(3) In the third image, notice the orange edge lighting on our arms and the edge of Idrissa's face. That light comes from two edge lights behind and to each side of us, that we gelled with orange gels. I chose the orange gel color to match the background and twinkle light color, which makes the edge lighting look like spill from the twinkle lights, when it's actually added light. (Click here for more ideas of how to use gels in photography.)
(4) and (5) Same setup as #3 with flare added in post-production.
What do you think? Which image do you like best? Are they glitzy and glamorous enough for you?
Want some glitz & glam of your own? You deserve to celebrate yourself!
I got a new Octa softbox along with a new set of colored gels (thin pieces of transparent plastic) and was eager to try them both out.
I started with just a single light with the softbox and grid and a large silver reflector for fill. The background was black, and as you can see in the first headshot below, there wasn't any separation between Idrissa's hair or shirt and the background.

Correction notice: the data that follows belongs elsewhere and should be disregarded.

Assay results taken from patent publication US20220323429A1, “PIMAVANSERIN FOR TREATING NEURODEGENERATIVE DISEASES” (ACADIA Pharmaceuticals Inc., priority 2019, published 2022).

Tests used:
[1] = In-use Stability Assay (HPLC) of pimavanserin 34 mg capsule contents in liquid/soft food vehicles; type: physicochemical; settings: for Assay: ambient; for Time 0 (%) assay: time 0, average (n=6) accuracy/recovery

So for the second portrait, I added two rim lights to create separation. I wanted a purple color, so I gelled the main light with a yellow-green gel and used a custom white balance. The green gel, once white-balanced, turned the rim lights from white into purple.
Then I decided I didn't want a black background, so for the third headshot, I added a background light, ungelled, which made the background light purple.
Finally, Idrissa and I decided that the purple rim lights on Idrissa's face was too much color for our taste, so we gelled the rim lights with green (to turn the light back to white) plus light blue to give a slight blue-ish cast in the final portrait.